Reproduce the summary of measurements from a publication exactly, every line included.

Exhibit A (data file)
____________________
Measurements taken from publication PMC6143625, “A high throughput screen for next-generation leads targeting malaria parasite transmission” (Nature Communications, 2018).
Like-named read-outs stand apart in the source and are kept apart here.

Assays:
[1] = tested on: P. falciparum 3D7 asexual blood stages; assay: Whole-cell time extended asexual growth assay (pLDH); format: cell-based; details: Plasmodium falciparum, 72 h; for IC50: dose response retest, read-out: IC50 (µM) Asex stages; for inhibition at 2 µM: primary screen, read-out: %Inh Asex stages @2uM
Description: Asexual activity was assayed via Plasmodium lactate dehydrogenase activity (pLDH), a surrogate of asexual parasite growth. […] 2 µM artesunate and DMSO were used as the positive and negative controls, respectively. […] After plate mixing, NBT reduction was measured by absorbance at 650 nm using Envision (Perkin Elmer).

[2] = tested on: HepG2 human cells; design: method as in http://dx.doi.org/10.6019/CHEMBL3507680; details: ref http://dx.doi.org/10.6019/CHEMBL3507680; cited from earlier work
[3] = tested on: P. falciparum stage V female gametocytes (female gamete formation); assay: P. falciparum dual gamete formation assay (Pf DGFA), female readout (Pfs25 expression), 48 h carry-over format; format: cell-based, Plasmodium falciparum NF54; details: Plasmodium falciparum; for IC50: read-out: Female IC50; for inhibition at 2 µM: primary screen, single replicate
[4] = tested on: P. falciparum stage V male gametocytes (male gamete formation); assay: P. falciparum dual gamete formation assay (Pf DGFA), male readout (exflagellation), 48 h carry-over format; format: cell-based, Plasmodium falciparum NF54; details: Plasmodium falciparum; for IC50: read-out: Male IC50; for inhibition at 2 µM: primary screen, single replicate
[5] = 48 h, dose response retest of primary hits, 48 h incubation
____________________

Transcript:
Measurements taken from publication PMC6143625, “A high throughput screen for next-generation leads targeting malaria parasite transmission” (Nature Communications, 2018).
Like-named read-outs stand apart in the source and are kept apart here.

Assays:
[1] = tested on: P. falciparum 3D7 asexual blood stages; assay: Whole-cell time extended asexual growth assay (pLDH); format: cell-based; details: Plasmodium falciparum, 72 h; for IC50: dose response retest, read-out: IC50 (µM) Asex stages; for inhibition at 2 µM: primary screen, read-out: %Inh Asex stages @2uM
Description: Asexual activity was assayed via Plasmodium lactate dehydrogenase activity (pLDH), a surrogate of asexual parasite growth. […] 2 µM artesunate and DMSO were used as the positive and negative controls, respectively. […] After plate mixing, NBT reduction was measured by absorbance at 650 nm using Envision (Perkin Elmer).

[2] = tested on: HepG2 human cells; design: method as in http://dx.doi.org/10.6019/CHEMBL3507680; details: ref http://dx.doi.org/10.6019/CHEMBL3507680; cited from earlier work
[3] = tested on: P. falciparum stage V female gametocytes (female gamete formation); assay: P. falciparum dual gamete formation assay (Pf DGFA), female readout (Pfs25 expression), 48 h carry-over format; format: cell-based, Plasmodium falciparum NF54; details: Plasmodium falciparum; for IC50: read-out: Female IC50; for inhibition at 2 µM: primary screen, single replicate
[4] = tested on: P. falciparum stage V male gametocytes (male gamete formation); assay: P. falciparum dual gamete formation assay (Pf DGFA), male readout (exflagellation), 48 h carry-over format; format: cell-based, Plasmodium falciparum NF54; details: Plasmodium falciparum; for IC50: read-out: Male IC50; for inhibition at 2 µM: primary screen, single replicate
[5] = 48 h, dose response retest of primary hits, 48 h incubation